Canada – US Relations: The Road Not Taken
By Scott Proudfoot, Principal
Some conflicts between Canada and the United States have been fueled by divergent political cultures that have evolved over a couple of centuries. But divergent political cultures also have been used to dress up narrow self interest when it comes to trade disputes.
An American who travels to Canada might be forgiven if he or she thought they had never left home. Canadians dress the same as Americans. Three quarters of them talk the same language. Apart from the cities being cleaner and in better repair, it looks like home. TV stations show the same fare — Seinfield, Jerry Springer, and the Movie-of-the-Week are all available along with your favorite soap operas. Magazine racks hold most of the same magazines. Theaters have the same blockbusters advertised on the marquees.
The similarities of the two cultures, however, can create a false sense of security when politics intrude. Shaped by many of the same environmental, social and political factors, Canada and the United States represent both common and different political traditions.
Canada is the other, less well-known, North American political model. For an American, Canada might be viewed as ‘the road not taken’.
Often those divergent political cultures have been a significant factor in the conflicts that periodically develop between Canada and the United States.
Canadian and American political divergence pre-dates the American Revolution.
The settlement pattern of early Canada was very much different than that of the American colonies. At its very inception, the future Canada was viewed as a far less hospitable place to visit or stay. The Viking explorer, Lief Erickson is quoted in the Greenlander Saga as saying
"I shall give this country a name and call it Helluland."
Hellluland in Icelandic means slab-land; hardly a flattering or inviting description. Five hundred years later in 1534, French explorer Jacques Cartier was no more impressed:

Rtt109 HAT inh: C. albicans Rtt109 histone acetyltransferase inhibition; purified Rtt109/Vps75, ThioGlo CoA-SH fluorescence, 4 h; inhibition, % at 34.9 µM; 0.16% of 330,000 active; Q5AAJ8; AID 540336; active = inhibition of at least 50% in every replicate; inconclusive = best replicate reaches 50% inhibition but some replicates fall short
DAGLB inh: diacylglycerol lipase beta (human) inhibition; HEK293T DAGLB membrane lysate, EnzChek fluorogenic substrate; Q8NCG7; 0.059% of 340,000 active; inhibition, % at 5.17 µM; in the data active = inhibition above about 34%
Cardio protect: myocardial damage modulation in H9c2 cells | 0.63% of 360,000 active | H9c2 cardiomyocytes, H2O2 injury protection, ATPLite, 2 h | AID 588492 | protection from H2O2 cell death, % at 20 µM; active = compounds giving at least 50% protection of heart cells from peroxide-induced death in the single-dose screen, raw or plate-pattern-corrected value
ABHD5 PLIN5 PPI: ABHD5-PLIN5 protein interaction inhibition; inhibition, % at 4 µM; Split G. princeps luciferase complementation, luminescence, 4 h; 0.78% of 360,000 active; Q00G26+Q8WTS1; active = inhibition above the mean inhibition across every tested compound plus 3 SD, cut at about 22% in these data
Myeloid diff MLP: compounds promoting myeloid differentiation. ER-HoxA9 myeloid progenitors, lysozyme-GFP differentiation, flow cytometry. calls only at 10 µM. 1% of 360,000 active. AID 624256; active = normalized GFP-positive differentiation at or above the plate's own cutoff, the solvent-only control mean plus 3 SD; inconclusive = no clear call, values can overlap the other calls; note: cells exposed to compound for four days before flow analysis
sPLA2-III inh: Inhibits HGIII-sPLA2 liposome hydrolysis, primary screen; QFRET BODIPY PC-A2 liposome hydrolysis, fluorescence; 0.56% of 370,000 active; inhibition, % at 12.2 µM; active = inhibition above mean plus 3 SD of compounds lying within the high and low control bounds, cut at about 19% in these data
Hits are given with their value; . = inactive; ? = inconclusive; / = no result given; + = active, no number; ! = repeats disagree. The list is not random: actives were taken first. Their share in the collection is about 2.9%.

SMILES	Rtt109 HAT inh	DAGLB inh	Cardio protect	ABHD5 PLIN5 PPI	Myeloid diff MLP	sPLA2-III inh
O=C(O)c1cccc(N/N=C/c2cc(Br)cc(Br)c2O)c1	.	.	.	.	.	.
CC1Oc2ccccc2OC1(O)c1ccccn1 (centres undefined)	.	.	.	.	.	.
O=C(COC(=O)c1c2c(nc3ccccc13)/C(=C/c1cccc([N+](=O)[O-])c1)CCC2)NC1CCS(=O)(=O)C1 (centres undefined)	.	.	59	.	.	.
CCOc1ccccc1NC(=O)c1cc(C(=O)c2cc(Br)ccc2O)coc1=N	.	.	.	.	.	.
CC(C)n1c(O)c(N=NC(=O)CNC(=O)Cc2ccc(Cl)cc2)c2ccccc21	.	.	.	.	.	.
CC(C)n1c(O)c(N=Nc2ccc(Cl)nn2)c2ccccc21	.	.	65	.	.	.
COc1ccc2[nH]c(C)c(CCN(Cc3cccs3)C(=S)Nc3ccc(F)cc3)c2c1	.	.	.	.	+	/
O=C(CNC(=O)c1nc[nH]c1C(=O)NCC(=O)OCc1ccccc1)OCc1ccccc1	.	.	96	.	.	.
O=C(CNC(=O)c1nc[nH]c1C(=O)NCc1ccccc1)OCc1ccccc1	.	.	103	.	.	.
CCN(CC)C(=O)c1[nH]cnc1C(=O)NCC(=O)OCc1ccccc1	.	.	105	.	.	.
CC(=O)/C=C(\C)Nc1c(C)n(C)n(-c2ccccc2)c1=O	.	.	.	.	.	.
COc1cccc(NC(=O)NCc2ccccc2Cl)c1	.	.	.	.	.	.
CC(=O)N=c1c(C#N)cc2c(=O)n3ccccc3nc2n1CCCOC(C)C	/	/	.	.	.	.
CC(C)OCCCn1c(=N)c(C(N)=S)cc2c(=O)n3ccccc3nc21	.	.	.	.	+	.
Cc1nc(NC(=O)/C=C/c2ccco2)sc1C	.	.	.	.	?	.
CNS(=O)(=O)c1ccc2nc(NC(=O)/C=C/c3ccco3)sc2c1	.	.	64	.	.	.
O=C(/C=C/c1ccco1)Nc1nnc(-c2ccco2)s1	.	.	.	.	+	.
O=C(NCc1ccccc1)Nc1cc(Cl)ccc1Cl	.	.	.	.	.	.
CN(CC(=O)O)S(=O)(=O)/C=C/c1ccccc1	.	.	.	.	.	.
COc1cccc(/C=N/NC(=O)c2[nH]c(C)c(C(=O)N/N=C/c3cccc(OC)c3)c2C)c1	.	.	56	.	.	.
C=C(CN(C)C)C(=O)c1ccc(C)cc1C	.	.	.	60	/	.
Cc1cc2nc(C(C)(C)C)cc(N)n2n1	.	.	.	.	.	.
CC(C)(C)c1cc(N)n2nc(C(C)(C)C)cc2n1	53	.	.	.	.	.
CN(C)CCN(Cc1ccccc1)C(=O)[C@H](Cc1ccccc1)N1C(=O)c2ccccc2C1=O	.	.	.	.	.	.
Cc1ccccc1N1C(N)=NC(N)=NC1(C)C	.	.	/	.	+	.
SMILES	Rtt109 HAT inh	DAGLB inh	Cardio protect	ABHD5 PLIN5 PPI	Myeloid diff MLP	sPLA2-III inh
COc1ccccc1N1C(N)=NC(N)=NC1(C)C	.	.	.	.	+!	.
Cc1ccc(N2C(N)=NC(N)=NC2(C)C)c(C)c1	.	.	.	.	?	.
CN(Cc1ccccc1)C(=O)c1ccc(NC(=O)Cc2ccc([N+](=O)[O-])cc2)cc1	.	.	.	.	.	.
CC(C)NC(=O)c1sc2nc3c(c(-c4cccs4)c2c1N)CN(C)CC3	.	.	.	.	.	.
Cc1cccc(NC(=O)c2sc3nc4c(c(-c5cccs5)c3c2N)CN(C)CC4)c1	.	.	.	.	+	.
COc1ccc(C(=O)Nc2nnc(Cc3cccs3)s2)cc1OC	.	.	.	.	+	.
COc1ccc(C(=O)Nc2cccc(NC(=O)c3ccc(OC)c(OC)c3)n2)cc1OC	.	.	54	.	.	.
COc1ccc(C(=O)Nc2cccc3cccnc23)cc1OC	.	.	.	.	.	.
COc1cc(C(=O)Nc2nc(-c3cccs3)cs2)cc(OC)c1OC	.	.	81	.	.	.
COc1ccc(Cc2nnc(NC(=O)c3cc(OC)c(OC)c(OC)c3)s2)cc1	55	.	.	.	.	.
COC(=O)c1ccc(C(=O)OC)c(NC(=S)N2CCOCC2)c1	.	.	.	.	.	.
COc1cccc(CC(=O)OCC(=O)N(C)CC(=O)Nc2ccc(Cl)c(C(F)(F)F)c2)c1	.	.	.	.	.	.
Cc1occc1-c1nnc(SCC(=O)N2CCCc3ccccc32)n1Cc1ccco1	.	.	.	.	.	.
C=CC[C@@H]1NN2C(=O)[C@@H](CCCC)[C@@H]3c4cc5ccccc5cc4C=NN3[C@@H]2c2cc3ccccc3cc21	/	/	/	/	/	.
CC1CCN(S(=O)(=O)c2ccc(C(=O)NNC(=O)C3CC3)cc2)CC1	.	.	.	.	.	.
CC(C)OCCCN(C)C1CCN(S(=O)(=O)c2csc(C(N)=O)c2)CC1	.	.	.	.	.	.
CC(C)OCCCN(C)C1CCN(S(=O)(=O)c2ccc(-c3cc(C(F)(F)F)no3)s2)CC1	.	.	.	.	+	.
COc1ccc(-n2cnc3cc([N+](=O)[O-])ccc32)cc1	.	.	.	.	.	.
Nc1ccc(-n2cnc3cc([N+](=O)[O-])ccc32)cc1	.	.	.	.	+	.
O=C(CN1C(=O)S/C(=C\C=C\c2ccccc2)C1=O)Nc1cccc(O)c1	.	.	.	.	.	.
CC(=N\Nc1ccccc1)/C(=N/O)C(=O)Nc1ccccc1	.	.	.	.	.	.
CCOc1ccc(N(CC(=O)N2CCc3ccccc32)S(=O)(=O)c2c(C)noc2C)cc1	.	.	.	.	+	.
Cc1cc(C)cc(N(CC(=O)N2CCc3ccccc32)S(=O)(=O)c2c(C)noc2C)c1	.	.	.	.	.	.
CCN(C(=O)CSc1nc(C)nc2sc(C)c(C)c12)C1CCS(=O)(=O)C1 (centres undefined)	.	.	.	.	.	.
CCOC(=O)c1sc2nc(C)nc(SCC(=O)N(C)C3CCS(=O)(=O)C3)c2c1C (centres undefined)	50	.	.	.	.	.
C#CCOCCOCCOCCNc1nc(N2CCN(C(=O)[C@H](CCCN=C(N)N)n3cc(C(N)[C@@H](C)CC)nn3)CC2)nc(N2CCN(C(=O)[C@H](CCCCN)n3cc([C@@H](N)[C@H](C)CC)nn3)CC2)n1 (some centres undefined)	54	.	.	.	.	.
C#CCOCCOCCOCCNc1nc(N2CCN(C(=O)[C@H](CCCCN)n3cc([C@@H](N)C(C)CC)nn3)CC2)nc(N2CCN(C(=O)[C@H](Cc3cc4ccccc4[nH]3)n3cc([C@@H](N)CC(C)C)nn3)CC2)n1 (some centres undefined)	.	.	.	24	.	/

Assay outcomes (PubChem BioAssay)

"I am rather inclined to believe that this is the land that God gave to Cain."
Canada was viewed as a cold and inhospitable place where one obtained furs and fish but did not necessarily settle. The territory of the future Untied States by contrast was viewed far more favorably, both more abundant and agriculturally promising.
One only has to visit colonial Williamsburg in Virginia and view the Governor’s mansion where a young Thomas Jefferson would come and practice his violin with the English Governor’s children to know that a settled society had taken early root in America and a home-grown aristocracy was well on its way to being created.
At that same period Canada could mostly be described as two territorially separate commercial monopolies — one French and one English, both dedicated to the fur trade. Canada was a dependency and its settlers were either employees of the monopoly or there to serve the needs of the monopolies. Add poorly paid and ill-clothed garrison troops and the limitations of garrison society and the picture of a less developed and less comfortable society is completed.
There were isolated paeans to the freer society available in a new and open frontier. The boldness of the French coureur de bois is emblematic of this and it was one of their own adventurers, Pierre Esprit Radisson, who in 1661 wrote:
"We were Caesars, being nobody to contradict us."
But, on balance, Canadian society was far more concerned with basic survival. Liberty and the pursuit of happiness were a secondary priority. Canadian colonists both French and English, looked to the Crown for support and security as opposed to a source of taxes and tyranny.
As a consequence, Canadian colonies wanted nothing to do with the American War of Independence and opposed it by force and apathy.
The influx into early Canada of ‘Loyalists’ (Americans who remained loyal to the British Crown and fled the revolution) injected an additional degree of conservatism and anti-republicanism into early Canada that had a profound impact on the development of the political society.
While Republicanism took hold in the United States, Canadian society was more conservative and monarchical in its sentiments. This statement was as true of French Canadian society as the settlers of British origin. It is indicative that when Admiral Nelson’s forces defeated Napoleon’s navy at Trafalgar in 1805, thousands of French Canadians in Montreal took to the street in celebration of this defeat of ‘Royalist usurper’. And it was these French Canadian burghers who led the public subscription to erect a sculpture in Nelson’s honor (still standing across from city hall in Old Montreal).
Elected, responsible government was not achieved in the Canadian colonies until 60-70 years after the American Revolution. The violence associated with it was minimal — mostly drunken farmers marching around rather ineffectively and a few public buildings burned down. The bulk of the task was achieved by court challenge, press agitation, petition and negotiation.